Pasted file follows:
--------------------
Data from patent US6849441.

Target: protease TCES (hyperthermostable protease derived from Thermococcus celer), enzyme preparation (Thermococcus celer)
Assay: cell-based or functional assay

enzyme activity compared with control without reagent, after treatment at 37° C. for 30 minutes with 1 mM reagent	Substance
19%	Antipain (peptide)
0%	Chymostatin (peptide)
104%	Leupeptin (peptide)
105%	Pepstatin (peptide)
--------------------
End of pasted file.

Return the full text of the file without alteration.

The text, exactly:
Data from patent US6849441.

Target: protease TCES (hyperthermostable protease derived from Thermococcus celer), enzyme preparation (Thermococcus celer)
Assay: cell-based or functional assay

enzyme activity compared with control without reagent, after treatment at 37° C. for 30 minutes with 1 mM reagent	Substance
19%	Antipain (peptide)
0%	Chymostatin (peptide)
104%	Leupeptin (peptide)
105%	Pepstatin (peptide)